Burned, beautiful Rocky

Community member can help volunteer in East Troublesome fire recovery work by building buck and rail fencing at Stillwater Pass in the Grand Lake area.
Tracy Ross/Sky-Hi News

It’s been nearly two years since the East Troublesome Fire tore through Rocky Mountain National Park, burning some 29,000 acres and reportedly impacting 54 of the park’s 350 miles of trails. Some wondered if hiking in “Rocky” would ever be the same again. As of July 20, on the Tonahutu Trail, it isn’t. But one could say that the new life, emerging in the form of bright, beautiful wildflowers and lush green grasses, coupled with the stark reminder of how destruction can come at any moment, makes a walk in the park better now than ever.

These pictures were taken along a 3-mile stretch of trail starting at the Tonahutu trailhead near the Cliffside Mountain Lodge in Grand Lake.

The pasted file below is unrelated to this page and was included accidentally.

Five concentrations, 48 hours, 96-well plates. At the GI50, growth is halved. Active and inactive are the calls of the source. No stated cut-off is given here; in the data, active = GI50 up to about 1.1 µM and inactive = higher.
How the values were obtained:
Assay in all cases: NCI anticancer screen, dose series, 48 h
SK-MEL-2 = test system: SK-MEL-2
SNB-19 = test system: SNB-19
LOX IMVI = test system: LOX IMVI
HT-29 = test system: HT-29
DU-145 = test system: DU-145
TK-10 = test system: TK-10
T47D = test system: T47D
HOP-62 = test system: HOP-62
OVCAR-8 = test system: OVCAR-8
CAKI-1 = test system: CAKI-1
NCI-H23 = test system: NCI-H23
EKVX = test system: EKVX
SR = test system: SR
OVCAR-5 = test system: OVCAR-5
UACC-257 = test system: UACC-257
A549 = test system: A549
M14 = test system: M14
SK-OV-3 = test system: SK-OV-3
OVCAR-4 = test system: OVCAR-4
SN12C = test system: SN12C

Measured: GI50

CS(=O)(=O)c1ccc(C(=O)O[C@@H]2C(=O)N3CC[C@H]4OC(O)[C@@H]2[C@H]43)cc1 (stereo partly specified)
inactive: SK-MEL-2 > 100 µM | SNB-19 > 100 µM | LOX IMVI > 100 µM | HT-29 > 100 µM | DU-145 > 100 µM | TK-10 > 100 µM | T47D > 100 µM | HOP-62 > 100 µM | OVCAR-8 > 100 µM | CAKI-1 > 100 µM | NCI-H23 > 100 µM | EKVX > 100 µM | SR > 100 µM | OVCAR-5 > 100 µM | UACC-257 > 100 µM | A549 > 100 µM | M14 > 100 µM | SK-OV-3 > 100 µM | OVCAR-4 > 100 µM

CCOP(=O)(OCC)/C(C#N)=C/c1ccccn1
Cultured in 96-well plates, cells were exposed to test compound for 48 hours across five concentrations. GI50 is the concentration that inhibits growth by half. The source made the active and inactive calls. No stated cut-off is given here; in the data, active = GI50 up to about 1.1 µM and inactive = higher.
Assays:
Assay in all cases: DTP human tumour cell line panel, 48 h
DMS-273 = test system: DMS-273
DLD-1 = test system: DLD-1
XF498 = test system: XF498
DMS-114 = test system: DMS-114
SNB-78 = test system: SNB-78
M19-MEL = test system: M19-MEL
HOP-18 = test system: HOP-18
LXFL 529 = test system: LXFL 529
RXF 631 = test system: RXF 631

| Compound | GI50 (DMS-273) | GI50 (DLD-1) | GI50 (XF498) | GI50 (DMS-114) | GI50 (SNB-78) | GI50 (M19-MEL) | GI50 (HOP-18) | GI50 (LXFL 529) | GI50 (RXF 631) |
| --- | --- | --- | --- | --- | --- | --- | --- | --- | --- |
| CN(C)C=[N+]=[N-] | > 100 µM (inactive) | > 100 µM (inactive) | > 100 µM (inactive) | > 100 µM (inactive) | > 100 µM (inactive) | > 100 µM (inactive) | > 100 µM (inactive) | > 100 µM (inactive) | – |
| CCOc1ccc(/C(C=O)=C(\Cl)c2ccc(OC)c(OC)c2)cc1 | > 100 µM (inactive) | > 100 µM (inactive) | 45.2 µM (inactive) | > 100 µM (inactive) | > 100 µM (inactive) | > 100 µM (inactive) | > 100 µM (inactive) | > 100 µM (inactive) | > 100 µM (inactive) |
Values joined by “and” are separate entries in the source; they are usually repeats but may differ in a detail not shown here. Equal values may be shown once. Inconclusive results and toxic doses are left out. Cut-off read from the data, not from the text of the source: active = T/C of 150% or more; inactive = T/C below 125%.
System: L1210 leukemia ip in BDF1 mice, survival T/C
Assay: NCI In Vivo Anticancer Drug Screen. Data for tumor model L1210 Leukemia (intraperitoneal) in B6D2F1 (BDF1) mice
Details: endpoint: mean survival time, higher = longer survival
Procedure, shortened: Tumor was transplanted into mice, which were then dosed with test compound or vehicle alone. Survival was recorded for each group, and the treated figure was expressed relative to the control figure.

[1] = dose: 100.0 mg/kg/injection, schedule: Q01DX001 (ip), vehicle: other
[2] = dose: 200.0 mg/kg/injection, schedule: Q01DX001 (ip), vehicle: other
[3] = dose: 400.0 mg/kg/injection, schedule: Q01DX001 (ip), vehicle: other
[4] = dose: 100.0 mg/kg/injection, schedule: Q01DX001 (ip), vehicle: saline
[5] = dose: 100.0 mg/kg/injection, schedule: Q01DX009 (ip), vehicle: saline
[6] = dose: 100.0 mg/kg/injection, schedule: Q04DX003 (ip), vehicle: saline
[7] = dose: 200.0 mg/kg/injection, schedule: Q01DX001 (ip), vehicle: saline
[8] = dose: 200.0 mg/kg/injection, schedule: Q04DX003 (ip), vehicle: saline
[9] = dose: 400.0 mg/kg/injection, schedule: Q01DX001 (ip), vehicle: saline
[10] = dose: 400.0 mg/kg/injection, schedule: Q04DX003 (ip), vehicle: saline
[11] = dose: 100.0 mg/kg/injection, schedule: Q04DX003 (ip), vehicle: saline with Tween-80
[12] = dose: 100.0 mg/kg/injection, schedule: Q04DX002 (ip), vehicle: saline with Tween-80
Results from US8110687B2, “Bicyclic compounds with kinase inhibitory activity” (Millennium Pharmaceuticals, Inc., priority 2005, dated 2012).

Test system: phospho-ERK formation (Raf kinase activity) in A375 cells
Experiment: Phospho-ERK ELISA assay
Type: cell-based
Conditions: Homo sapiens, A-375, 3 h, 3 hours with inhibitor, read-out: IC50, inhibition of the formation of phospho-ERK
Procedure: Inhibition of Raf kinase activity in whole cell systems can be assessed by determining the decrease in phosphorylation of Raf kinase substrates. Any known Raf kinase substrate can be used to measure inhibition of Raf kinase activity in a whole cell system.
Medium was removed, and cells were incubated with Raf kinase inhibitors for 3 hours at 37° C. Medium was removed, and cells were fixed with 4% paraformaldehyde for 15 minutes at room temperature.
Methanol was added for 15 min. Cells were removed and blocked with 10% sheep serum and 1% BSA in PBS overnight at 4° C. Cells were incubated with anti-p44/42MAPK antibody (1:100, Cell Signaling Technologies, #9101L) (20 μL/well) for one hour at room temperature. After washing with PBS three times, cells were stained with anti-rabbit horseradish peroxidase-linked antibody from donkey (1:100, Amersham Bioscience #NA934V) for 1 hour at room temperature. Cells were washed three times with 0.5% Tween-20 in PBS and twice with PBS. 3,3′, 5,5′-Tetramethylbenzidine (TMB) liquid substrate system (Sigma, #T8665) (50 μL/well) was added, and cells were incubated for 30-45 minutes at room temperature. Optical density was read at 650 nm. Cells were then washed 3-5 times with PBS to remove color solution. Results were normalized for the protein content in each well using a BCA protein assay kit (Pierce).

Park staff are adjusting the trail status of the Upper Tonahutu Creek Trail.

The trail from the junction of Onahu Trail at Tonahutu to Flattop Mountain is closed for ongoing evaluation. The Green Mountain/Onahu Trail loop will remain open to hikers.

On the west side of the park, the Sun Valley and River Trail and the Lower Tonahutu Trail (between Big Meadows and the KVC Turkey Spur Trail) is closed to all users. In the northwest area of the park, the Mirror Lake area trail system closed, while on the east side of the park, the Spruce Lake Trail is closed.

The park advises visitors to be aware of additional hazards when recreating in burn areas including:

Burned-out stump holes where the ground may be weak and unstable
Unstable dead trees, especially in windy conditions
Loose rocks, logs and rolling debris
Flash flooding and significant debris flow possible in burn areas
Dry, hot conditions with little forest canopy to provide shade

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